Programme for Government: Action pledged to tackle Scottish culture’s growing 'perfect storm'
The Scottish Government has promised action to help tackle a growing arts funding crisis and ensure that culture is given greater prominence in its policies – but has stopped short of any new financial commitments.
First Minister Humza Yousaf has pledged his Government will respond to the “significant challenges” facing venues, events and organisations due to the impact of Covid, Brexit and rising costs.
He has also committed to “mainstream culture in policy-making” from now on to ensure his Government fully recognises “the transformational power of culture”, with an initial focus on health and education.
Another key promise is to develop “a long-term strategic approach to skills and careers in the sector”.
However, arts organisations, including national arts agency Creative Scotland, will almost certainly have to wait until the Government’s Budget plans are announced in December to discover the extent of the backing.
Mr Yousaf was speaking after Creative Scotland warned a prolonged “perfect storm” had left 900 jobs under threat and one in three arts organisations at risk of insolvency.
In a damning report for Holyrood’s culture committee, the body described Government support for the sector as “short-term in nature and precarious in reality”.
Its dossier warned Scotland could lose "major cultural organisations of national and international importance", and "key nationwide festival infrastructure" without a significant funding rethink.
The Government has pledged to produce a new action plan within months to deliver on a cultural strategy published in 2020, which included a commitment to “place culture as a central consideration across all policy areas”.
Outlining his first Programme for Government, Mr Yousaf said: “The sector should be assured that this Government values the role of culture, not just for the substantial economic impact it has, but also for the incredible joy it brings to people in Scotland and around the world.”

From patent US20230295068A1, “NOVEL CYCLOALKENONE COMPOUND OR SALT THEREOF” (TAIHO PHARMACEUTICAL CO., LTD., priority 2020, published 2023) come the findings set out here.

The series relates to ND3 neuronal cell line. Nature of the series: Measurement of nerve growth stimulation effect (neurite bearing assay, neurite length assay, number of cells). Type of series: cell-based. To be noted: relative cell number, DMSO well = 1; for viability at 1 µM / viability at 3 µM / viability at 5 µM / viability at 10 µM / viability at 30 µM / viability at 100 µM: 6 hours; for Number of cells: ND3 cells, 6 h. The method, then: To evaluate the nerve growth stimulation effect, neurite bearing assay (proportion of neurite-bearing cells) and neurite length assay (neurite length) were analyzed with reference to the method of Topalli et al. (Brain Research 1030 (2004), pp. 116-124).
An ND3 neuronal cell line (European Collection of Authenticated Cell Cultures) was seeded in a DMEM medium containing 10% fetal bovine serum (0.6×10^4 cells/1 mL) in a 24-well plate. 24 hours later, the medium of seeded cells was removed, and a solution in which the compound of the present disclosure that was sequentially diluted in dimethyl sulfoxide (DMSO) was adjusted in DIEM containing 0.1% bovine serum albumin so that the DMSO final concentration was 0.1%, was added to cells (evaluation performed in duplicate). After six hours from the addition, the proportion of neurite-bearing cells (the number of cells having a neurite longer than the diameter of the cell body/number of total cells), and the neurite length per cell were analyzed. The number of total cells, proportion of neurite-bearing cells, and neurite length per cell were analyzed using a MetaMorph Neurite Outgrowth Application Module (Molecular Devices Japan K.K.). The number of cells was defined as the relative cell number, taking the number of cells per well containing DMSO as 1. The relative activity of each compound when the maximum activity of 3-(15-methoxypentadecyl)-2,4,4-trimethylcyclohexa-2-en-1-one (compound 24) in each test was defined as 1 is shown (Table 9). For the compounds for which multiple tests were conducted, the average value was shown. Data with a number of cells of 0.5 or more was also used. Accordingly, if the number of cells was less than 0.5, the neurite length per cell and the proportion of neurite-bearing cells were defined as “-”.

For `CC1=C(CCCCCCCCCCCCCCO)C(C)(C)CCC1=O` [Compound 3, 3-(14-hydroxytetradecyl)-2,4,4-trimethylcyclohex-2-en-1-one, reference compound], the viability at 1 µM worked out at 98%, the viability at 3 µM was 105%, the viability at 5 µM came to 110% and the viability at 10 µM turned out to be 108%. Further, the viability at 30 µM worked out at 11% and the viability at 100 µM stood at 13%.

In a letter to culture secretary Angus Robertson, Mr Yousaf sets out key targets for this financial year.
These state: “Publish our culture action plan refresh, which will set out the next steps in delivering the aims and ambitions of the 2020 culture strategy, and complete initial actions to mitigate the impacts of Covid, Brexit and the rising costs of living and operating that have, in combination, created significant challenges for the sector.”
Mr Robertson said: “Scotland’s culture is unique and our brand is known the world over. From our museums and galleries, our historic buildings and cultural heritage, to our local and national festivals and major events, people travel from all over the world to experience what we have to offer.
“The transformational power of our culture is immense, from making Scotland a more desirable, diverse, and dynamic place to live, to growing our economy and creating highly skilled jobs and successful businesses, and supporting our communities to thrive.”
A spokeswoman for Creative Scotland said: “We welcome the renewed commitment to culture expressed in this year’s Programme for Government and particularly look forward to seeing the refreshed action plan for culture and the ambition it sets out.
“The culture and creative sector in Scotland is at a critical juncture, as a result of increasing operational costs, the lasting impact of the Covid pandemic and years of standstill funding. Without increased public funding, the current scale of the sector, the number of jobs it supports, and the benefits it delivers to people and communities will be significantly reduced.”
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